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Bulawayo battles religion-influenced vaccine hesitancy

by Staff reporter
16 Mar 2022 at 07:04hrs | Views
BULAWAYO is battling to deal with Covid-19 vaccine hesitancy stemming from religious beliefs, a development which has kept the city from reaching herd immunity.

The city's health department has had a torrid time penetrating some religious groupings, who have expressed disinterest in vaccinating against the Covid-19 virus.

Speaking to the Daily News yesterday, Bulawayo Provincial medical director Maphios Siamuchembu said efforts to roll out the vaccination programme at some churches had been met by challenges as some religious leaders had proved to be stumbling blocks, swaying congregants against vaccination.

"We have had challenges with vaccine hesitancy that is fuelled by religious beliefs.

"Reaching out to the apostolic sects has been one of our major challenges yet they constitute a really significant chunk of the city's population," Siamuchembu said.

He said the health ministry and city health department had been working with some religious leaders under the interfaith Covid-19 dialogues.

The engagements were led by churches under the Zimbabwe Christian Alliance, who Siamuchembu said had made it easier to encourage religious groupings to vaccinate.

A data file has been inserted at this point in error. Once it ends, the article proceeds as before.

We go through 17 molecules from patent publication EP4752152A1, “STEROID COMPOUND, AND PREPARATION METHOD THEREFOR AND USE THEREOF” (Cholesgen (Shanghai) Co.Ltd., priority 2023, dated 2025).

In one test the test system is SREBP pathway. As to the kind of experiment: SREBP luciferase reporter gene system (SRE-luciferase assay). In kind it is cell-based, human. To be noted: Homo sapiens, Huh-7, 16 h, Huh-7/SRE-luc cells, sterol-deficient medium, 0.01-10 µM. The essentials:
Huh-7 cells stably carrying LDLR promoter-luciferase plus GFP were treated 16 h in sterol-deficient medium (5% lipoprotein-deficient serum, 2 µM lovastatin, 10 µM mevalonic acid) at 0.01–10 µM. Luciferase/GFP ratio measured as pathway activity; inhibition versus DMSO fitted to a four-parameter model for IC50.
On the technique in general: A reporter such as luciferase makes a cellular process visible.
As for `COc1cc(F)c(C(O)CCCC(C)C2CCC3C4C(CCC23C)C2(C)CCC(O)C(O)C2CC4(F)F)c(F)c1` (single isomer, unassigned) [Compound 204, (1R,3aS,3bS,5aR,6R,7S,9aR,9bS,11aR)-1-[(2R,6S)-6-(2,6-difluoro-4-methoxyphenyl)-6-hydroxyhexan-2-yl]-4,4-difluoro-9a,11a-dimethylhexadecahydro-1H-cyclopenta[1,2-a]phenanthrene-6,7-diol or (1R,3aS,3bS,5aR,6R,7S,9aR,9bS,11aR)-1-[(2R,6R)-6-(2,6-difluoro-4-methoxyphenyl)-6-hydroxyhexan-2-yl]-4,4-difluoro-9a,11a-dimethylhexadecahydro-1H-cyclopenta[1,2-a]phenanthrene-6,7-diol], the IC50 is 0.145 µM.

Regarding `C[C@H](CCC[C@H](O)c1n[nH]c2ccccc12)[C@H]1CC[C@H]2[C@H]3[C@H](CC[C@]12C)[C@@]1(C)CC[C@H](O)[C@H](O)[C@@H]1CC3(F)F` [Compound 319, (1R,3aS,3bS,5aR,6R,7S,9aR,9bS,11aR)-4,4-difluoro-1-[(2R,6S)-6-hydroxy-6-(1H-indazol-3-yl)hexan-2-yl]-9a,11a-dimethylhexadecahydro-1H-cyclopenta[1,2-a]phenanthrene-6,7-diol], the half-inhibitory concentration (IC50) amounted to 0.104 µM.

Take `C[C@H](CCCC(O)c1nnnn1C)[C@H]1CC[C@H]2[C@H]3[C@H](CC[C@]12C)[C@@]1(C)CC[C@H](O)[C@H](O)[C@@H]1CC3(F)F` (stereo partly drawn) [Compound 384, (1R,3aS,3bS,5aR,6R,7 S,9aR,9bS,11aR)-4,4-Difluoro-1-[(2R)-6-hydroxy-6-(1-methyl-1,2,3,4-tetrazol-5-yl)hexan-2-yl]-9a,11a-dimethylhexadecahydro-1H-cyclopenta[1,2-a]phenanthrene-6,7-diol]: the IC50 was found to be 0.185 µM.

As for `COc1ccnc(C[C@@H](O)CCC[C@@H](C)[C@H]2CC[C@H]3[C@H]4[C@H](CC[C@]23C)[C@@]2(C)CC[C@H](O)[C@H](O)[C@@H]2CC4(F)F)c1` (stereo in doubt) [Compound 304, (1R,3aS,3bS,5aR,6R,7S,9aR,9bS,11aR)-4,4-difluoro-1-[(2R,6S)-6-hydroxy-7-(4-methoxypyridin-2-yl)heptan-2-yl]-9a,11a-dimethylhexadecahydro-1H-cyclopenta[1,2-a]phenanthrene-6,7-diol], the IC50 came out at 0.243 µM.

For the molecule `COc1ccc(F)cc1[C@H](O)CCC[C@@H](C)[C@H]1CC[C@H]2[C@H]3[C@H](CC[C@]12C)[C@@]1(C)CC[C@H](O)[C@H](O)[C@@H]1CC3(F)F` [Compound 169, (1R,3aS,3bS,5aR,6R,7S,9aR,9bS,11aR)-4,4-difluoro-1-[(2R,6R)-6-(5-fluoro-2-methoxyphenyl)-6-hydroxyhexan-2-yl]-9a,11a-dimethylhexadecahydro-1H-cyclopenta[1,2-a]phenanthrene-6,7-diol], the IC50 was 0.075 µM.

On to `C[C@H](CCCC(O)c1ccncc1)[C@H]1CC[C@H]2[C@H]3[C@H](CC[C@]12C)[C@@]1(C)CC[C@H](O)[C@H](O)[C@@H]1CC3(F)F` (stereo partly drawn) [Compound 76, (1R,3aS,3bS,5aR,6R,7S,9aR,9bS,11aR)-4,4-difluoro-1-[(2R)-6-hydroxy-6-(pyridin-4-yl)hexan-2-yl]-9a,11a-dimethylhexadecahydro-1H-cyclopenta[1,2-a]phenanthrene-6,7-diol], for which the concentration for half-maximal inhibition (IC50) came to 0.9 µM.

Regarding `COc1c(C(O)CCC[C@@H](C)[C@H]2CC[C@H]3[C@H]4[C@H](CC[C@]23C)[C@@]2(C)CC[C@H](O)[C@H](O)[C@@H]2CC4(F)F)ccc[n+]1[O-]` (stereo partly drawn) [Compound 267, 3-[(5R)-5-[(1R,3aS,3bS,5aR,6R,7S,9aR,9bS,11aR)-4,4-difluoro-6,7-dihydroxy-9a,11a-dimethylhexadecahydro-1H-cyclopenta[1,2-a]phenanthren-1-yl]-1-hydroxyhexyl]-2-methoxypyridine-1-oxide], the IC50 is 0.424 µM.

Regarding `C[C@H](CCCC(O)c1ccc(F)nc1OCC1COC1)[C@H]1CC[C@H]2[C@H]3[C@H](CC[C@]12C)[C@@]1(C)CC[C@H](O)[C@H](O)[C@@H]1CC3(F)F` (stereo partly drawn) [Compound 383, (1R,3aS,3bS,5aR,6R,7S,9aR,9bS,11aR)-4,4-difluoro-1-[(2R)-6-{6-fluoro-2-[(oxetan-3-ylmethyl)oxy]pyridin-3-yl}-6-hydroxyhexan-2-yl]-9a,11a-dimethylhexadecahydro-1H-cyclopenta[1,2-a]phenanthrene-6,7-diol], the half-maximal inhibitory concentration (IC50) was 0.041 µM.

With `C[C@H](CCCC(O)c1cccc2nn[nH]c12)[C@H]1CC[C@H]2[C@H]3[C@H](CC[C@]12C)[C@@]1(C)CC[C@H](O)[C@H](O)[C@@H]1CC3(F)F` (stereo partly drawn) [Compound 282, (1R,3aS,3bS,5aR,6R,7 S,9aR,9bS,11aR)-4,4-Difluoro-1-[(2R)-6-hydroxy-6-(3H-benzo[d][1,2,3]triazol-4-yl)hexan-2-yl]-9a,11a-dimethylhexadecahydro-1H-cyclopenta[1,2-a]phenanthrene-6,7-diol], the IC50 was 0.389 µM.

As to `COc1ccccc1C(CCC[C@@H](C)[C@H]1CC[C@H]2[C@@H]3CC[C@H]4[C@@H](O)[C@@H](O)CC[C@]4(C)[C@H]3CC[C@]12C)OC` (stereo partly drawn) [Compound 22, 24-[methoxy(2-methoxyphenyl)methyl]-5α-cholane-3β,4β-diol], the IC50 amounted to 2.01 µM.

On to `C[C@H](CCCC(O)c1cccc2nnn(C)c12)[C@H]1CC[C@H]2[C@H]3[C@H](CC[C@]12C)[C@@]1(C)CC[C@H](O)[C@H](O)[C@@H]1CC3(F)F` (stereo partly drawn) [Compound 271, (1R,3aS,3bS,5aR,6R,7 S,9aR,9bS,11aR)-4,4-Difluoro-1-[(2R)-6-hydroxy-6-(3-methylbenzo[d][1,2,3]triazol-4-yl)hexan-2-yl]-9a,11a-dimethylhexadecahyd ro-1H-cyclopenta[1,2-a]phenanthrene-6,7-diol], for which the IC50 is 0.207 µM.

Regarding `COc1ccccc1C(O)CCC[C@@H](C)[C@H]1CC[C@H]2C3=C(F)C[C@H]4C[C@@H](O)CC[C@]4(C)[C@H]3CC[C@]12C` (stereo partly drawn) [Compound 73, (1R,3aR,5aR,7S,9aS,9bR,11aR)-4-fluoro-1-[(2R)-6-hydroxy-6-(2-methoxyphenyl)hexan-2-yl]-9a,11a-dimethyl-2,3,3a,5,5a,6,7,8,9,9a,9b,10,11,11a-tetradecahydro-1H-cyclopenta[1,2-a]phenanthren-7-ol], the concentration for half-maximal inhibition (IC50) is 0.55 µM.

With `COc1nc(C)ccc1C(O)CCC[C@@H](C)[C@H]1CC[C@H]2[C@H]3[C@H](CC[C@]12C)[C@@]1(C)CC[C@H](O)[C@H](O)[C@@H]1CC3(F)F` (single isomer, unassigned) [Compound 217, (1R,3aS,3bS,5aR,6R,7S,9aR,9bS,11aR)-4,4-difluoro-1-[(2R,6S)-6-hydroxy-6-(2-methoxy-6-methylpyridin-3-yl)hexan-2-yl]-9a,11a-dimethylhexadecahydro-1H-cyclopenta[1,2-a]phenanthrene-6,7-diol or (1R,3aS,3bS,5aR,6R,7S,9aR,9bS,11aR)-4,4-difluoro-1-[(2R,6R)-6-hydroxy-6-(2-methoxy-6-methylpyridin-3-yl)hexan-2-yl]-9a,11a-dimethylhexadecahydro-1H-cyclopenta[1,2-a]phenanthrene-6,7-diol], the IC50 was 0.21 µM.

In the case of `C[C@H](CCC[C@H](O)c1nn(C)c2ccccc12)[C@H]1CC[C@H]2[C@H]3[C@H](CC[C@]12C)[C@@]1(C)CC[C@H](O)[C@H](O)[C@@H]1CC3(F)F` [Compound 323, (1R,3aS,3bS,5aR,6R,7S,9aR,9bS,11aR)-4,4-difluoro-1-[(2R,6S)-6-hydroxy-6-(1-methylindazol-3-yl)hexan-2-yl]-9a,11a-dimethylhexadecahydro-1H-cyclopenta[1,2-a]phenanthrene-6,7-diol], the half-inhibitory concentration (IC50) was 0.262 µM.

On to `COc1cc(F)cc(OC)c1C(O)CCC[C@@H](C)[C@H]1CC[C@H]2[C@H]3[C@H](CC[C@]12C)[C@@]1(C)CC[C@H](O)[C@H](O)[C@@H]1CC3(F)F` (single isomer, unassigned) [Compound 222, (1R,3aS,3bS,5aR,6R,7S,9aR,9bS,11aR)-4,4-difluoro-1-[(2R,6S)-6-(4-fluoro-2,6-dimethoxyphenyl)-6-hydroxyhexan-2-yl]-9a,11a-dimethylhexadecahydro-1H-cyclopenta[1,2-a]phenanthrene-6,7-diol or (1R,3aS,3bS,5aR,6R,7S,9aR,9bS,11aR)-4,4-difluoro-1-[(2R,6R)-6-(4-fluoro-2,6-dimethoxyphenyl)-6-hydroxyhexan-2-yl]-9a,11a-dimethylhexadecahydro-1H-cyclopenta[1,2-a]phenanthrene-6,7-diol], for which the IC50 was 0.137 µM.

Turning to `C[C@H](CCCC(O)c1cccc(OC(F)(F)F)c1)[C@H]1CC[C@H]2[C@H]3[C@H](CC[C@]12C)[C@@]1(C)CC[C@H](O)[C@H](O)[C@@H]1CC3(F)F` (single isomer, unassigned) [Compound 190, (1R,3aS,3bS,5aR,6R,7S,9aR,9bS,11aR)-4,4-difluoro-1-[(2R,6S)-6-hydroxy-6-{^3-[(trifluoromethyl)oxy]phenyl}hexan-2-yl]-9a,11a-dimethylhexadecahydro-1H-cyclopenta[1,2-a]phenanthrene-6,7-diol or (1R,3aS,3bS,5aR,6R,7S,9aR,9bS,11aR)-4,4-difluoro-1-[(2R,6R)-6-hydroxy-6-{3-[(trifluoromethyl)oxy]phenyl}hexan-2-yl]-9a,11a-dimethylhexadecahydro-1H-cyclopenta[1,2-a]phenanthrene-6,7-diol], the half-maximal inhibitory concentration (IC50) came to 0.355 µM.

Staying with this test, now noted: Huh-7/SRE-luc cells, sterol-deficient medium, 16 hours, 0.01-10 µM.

Siamuchembu said the interfaith dialogues had made it easier to make some inroads into churches subscribing to the umbrella body, and said more work was needed to engage with other churches.

He called on religious leaders to use their influence to encourage congregants to get vaccinated and protect communities.

"Religious leaders are very powerful and have so much influence over their congregation they lead. Therefore, we invite them to partner with us to ensure that their church members are vaccinated.

"Unfortunately, it has been difficult with the apostolic sect because outside of Cov-19 vaccination, they just do not subscribe to the formal public health system and reaching out may take a while," Siamuchembu said.

He, however, said the recently held door-to-door vaccination drive had helped them get some members of the apostolic churches to vaccinate from the comfort and privacy of their homes.

"The door-to-door vaccination was important and fruitful because it guaranteed people privacy. Some people have privacy.

"Some people would individually want to get the vaccine but cannot do so in public as they have to uphold their church doctrines or beliefs, and fear being judged.  

"However, it was quite a costly exercise and due to the expenses required we cannot sustain running the programme for extended periods of time," he said.

 Bulawayo currently has 59.4 percent of its eligible population having taken their first shot, while almost 53 percent was fully vaccinated.

Source - DailyNews